Stephen F. Roberts famously said that we are all atheists, he just believes in one less God (or less gods) than others. It is a rather clever statement that many self-described atheists or agnostics have repeated, but it’s more kitsch than substance.
Atheism could be defined as belief in no God, but atheists often object to that because they don’t perceive themselves, or don’t want to perceive themselves, as believing or having faith in anything. That’s absurd, of course. We all believe in something – even if we only believe in the material world and our ability as humans to comprehend it.
Webster’s dictionary defines atheism using both the negative sense, “a disbelief in the existence of deity,” and the positive sense, “the doctrine that there is no deity”. New atheists, like Richard Dawkins, however, would rather change the meanings of words than deal squarely with them.
Perhaps that is because atheism, ironically, has become more like a belief system than a position of unbelief. But, I digress (only slightly).
Make no mistake about it: the “new atheism” is doctrinal, and as dogmatic as any religious belief. The origin of the term “new atheism” apparently can be traced to a 2006 article in Wired Magazine, The Church of the Non-Believers, by Gary Wolf. In this article, the author called for a commitment to the position of atheism to combat “doctrinaire believers”. The new atheist movement has spawned a generation of doctrinaire nonbelievers.
Flipping the meaning of atheism by applying it to believers is just a tactic. It’s rather cute, but not very sound as far as argument or coherence is concerned. But it’s typical of an attitude that ignores plain meanings and changes definitions of words instead of confronting them head on. It’s a cowardly sidestep.
Christians (and Jews and Muslims and Hindus) are not atheists. They believe in a deity or deities, and that belief (or commitment if you will) in a particular God or gods separates them from atheists who do not believe in any God or gods. In fact, we call believers, generally, theists, because a theist is one who believes in a God or gods.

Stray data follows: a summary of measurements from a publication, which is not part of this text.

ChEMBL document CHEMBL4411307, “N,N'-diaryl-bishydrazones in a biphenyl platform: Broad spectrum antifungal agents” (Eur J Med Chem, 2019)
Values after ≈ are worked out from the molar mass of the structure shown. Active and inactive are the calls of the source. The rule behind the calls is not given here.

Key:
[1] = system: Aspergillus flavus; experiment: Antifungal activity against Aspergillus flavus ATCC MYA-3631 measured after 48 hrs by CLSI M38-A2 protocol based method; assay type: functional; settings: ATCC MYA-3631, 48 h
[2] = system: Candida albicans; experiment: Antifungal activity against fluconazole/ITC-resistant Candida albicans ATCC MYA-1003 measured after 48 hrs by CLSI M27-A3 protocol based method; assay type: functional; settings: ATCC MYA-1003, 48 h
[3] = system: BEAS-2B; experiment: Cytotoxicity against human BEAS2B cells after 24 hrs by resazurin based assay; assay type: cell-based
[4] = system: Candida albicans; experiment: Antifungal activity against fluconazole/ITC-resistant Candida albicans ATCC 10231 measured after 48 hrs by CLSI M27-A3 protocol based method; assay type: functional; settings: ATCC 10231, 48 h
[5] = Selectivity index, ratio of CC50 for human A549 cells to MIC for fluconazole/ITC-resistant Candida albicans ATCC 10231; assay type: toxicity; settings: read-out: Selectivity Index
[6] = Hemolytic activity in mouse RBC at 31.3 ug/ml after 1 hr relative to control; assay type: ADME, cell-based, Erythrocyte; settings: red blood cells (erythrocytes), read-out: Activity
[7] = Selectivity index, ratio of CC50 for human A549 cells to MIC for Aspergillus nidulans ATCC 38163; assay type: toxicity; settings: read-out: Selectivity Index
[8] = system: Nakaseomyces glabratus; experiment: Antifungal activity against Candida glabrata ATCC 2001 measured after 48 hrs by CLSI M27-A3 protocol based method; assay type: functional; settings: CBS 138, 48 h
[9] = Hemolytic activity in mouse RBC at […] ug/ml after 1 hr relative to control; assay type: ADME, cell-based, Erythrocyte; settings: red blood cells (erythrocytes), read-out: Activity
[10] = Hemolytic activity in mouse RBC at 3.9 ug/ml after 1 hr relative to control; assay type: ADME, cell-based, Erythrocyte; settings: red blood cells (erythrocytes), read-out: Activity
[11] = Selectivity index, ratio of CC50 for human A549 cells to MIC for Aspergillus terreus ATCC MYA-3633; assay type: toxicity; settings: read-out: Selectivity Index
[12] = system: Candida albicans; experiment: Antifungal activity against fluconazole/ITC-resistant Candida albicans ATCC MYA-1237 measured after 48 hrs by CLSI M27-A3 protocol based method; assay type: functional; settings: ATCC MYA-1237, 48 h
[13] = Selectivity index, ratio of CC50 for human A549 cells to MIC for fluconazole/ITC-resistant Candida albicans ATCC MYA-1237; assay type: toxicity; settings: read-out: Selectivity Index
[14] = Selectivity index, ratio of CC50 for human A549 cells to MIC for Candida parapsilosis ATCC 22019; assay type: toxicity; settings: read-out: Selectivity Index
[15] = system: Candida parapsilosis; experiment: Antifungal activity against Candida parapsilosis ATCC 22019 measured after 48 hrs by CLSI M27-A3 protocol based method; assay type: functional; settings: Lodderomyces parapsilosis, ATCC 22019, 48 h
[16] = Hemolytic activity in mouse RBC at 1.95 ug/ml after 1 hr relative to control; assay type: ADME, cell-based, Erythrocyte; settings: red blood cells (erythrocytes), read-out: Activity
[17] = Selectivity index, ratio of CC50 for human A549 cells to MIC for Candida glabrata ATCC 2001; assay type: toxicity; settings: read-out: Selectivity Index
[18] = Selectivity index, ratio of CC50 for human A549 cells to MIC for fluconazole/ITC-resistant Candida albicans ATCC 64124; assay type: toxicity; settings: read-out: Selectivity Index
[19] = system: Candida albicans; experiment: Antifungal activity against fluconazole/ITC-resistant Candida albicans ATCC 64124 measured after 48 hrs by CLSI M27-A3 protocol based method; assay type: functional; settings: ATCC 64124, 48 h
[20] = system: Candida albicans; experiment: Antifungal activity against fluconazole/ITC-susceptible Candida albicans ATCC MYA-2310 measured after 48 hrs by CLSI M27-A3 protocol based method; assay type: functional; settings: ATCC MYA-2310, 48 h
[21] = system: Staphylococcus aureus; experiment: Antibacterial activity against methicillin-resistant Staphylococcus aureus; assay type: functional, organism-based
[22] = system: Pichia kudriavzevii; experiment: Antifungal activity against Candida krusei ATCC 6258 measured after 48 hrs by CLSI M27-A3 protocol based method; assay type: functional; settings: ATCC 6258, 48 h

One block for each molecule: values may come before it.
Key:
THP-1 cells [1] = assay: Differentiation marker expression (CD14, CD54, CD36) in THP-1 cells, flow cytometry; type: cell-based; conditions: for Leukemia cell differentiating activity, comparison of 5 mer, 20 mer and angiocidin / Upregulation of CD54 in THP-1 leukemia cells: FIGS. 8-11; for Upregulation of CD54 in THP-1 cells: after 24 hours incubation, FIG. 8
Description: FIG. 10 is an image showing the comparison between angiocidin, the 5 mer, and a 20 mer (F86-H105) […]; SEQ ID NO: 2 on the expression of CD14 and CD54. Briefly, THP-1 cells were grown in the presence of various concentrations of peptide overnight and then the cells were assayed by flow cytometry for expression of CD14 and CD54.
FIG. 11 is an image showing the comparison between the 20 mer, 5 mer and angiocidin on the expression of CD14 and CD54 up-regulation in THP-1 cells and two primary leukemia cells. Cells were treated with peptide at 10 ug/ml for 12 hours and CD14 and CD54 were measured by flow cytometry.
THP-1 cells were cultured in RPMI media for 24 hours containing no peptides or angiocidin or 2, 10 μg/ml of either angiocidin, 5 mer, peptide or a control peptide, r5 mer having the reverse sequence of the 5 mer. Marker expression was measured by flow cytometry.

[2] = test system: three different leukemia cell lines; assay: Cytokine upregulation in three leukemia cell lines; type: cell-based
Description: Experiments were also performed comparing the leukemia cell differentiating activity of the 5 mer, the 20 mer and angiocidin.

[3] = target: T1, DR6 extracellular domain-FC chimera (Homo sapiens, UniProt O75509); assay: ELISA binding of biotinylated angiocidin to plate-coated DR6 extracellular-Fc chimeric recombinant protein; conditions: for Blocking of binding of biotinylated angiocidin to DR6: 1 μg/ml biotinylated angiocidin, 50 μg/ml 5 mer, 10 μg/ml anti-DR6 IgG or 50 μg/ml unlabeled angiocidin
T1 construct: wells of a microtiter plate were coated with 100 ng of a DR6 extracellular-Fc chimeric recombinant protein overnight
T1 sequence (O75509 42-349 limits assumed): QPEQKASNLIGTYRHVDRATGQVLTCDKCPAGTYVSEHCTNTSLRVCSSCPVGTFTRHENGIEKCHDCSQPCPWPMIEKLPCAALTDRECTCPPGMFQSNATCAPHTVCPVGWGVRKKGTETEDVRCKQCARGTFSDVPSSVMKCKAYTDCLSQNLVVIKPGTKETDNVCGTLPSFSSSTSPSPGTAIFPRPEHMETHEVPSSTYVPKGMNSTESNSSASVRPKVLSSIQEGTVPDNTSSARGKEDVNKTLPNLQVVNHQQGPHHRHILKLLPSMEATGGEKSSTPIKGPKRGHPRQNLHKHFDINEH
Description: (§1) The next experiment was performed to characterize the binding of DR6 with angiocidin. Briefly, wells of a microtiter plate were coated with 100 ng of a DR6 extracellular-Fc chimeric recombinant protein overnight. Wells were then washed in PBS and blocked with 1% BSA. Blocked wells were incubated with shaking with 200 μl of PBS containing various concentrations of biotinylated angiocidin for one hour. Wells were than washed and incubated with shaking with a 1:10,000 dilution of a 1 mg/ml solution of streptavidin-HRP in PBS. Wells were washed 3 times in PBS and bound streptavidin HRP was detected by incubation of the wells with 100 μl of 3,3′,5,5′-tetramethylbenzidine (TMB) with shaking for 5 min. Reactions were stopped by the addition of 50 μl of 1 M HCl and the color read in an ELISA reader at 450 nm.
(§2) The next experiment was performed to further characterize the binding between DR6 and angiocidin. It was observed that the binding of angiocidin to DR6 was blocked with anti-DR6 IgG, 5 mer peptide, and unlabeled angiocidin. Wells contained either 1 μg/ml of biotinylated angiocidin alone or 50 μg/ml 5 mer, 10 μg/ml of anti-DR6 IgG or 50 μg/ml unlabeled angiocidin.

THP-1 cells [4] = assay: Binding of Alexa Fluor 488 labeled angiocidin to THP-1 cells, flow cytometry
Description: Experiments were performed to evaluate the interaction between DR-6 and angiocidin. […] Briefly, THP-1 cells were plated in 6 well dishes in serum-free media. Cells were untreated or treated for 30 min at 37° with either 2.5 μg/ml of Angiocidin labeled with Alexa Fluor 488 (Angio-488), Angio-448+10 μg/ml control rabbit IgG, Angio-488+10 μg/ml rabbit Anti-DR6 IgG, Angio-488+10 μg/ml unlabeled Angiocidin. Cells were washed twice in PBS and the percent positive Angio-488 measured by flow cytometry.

Those are the given meanings and uses of the terms theist and atheist, and the idea that all believers are atheist because they don’t believe in some gods (and are atheist as to those gods) is meaningless. The statement ignores the plain meaning and distinction of the word (atheist), like saying that a married man and an unmarried man are both bachelors, but the unmarried man is married to one less women.
The real impact of the statement is to dodge the issue, which is whether there is a God, and if so, who or what is God?
We could use Shakespeare as an analogy. We do not know exactly who William Shakespeare was. Some people believe Francis Bacon was Shakespeare. Other people have different theories. Some of those theories might be fantastical. We might even say they are similar to believing in a Flying Spaghetti Monster. No one, however, denies that someone with the pen name, Shakespeare, existed and wrote great poetry and stories.
To say that we don’t believe in any Shakespeare would be ridiculous. The fact that people have various theories on the identity of Shakespeare does not detract from the fact that a Shakespeare existed. Shakespeare might have been a compilation of authors or a single author. But, no one denies that Shakespeare existed and left us a library of literature in his (or her) name.
To say that an atheist is just a person who believes in one less Shakespeare is completely beside the point, which is that some person or persons by the name of Shakespeare existed and wrote lots of literature at a particular time that has specifically identifiable elements and characteristics. The issue isn’t whether such a person or persons existed but what is the identity of that person or persons.
The same person who might say we are all atheists, but some atheists believe in less gods might (and usually will) say that they don’t believe in Yahweh, and they don’t believe in Zeus either. It’s the same tactic. It’s like saying, I don’t believe in Shakespeare, and I don’t believe in Hamlet either.
All rational people believe that Shakespeare was a person or persons who actually existed, but no one believes Hamlet was anything but a fictional character (made up by Shakespeare). To say I don’t believe in one and (likewise) don’t believe in the other suggests they are equivalent – they are not. And no rational person thinks they are equivalent. A person might not believe that Shakespeare ever existed, but Shakespeare and a fictional character made up by Shakespeare are not equivalents.
Even among the world religions, the concept of the deity or deities differs one from the other. The fact that they do not agree on what God is like does not mean that God does not exist anymore than disagreement on who Shakespeare was means that Shakespeare did not exist.